St Hugh's speaks from the 'art'

Thursday, April 10, 2014    

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CORPORATE Area all-girls institution, St Hugh's High walked away with the top prize at the National Exhibition for Art in Schools, organised by the Institute of Jamaica (IOJ).

At the presentation ceremony held at the downtown Kingston-based IOJ yesterday, St Hugh's captured the Institute of Jamaica Trophy, having been adjudged the best overall school and which displayed mastery of the craft in the areas they presented.

Art teacher Alishia Wilks-James was beside herself with the win, noting it was the culmination of many hours of hard work.

"I am speechless as I really didn't expect to win. Nevertheless, I am pleased beyond words. We drew on a variety of pieces for this exhibition, particularly the work of students in the upper school with a few pieces from the lower school," said Wilks-James.

Among the other top winners were St George's College, which took home the Robert GB Verity trophy for creativity; Foga Road High which walked away with the Institute of Jamaica Shield for outstanding craftsmanship as well as Buff Bay High which nabbed the Hugh Dawes Trophy for passion and integrity of their pieces.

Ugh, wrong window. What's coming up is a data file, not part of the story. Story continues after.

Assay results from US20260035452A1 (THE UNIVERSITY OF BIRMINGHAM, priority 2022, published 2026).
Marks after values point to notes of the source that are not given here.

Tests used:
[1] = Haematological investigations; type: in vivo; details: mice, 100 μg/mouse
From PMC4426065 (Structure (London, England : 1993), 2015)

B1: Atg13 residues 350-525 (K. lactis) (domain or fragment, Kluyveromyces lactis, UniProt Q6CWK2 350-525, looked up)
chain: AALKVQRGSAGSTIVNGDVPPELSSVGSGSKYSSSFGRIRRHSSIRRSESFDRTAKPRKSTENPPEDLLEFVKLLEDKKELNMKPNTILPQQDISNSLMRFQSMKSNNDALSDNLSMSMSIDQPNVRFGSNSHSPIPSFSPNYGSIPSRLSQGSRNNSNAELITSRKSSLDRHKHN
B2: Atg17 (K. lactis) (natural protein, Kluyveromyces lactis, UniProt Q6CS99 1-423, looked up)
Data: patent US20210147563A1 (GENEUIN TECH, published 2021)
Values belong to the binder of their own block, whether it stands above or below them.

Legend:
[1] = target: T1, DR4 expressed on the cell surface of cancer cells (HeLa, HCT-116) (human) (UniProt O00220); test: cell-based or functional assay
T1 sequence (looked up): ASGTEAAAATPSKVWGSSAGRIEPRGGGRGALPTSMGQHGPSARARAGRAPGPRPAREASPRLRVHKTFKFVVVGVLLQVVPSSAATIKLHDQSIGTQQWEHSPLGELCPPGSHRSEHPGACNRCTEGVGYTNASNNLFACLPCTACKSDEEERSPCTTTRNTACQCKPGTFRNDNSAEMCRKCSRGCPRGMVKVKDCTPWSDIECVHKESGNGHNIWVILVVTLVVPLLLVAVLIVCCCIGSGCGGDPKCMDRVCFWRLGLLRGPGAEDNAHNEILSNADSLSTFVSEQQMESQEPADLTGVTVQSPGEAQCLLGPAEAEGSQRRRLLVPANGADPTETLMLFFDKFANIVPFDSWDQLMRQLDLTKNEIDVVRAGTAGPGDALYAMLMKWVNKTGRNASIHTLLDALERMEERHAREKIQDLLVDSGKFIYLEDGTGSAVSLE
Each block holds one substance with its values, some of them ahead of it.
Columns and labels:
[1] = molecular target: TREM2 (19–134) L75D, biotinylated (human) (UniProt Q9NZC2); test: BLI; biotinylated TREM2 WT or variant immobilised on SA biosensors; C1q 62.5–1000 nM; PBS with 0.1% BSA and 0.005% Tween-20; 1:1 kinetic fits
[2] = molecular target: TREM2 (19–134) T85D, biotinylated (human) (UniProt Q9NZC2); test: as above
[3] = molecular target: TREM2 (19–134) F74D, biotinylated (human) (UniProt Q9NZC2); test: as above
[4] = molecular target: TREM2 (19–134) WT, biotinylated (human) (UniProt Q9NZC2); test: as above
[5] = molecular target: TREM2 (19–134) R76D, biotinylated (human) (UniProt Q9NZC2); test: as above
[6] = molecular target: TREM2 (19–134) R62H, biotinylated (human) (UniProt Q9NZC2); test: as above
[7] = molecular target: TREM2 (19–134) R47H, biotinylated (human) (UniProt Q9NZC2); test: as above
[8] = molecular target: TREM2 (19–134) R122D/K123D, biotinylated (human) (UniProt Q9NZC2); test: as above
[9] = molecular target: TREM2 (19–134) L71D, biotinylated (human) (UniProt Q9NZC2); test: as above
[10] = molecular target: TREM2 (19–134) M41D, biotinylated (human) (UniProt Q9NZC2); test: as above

Head of the three-member panel of judges, Stanford Watson, while noting that the exhibition is a good one, called for more diversity in the coming years.

"We note, for instance, the diligence evident in some of the works. The strength of the schools is often consistent with the strength or orientation of the teacher. To ensure some diversity in the presentation, we should probably team up with neighbouring schools so we can share the skills and the knowledge," he said.

Guest speaker at the event, executive director at the National Gallery, Dr Verlee Poupeye, encouraged the participants to open their minds to new possibilities, not only the established and known forms of artistic expression... As such, she welcomed the introduction of animation as a category.

This year's award for animation went to Joshua Solas of St George's College.

Solas told the Jamaica Observer that the piece presented came out of "dabbling with stop motion technology". He has already been accepted into art school in the United States where he will major in illustration, but sees animation as something he will work with in the future.

-- Richard Johnson





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